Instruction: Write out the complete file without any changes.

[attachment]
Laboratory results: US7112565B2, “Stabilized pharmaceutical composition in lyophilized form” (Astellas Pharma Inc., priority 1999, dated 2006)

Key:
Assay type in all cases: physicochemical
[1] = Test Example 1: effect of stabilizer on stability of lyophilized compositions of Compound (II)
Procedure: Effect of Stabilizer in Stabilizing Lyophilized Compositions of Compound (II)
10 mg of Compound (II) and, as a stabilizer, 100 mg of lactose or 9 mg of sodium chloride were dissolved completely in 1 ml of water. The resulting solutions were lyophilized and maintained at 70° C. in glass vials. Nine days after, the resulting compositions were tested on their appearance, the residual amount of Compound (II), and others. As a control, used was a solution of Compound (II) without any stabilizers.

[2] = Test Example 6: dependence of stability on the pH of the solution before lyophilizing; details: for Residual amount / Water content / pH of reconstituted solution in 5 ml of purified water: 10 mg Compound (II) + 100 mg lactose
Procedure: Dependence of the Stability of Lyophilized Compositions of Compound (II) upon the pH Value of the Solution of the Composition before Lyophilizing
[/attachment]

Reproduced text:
Laboratory results: US7112565B2, “Stabilized pharmaceutical composition in lyophilized form” (Astellas Pharma Inc., priority 1999, dated 2006)

Key:
Assay type in all cases: physicochemical
[1] = Test Example 1: effect of stabilizer on stability of lyophilized compositions of Compound (II)
Procedure: Effect of Stabilizer in Stabilizing Lyophilized Compositions of Compound (II)
10 mg of Compound (II) and, as a stabilizer, 100 mg of lactose or 9 mg of sodium chloride were dissolved completely in 1 ml of water. The resulting solutions were lyophilized and maintained at 70° C. in glass vials. Nine days after, the resulting compositions were tested on their appearance, the residual amount of Compound (II), and others. As a control, used was a solution of Compound (II) without any stabilizers.

[2] = Test Example 6: dependence of stability on the pH of the solution before lyophilizing; details: for Residual amount / Water content / pH of reconstituted solution in 5 ml of purified water: 10 mg Compound (II) + 100 mg lactose
Procedure: Dependence of the Stability of Lyophilized Compositions of Compound (II) upon the pH Value of the Solution of the Composition before Lyophilizing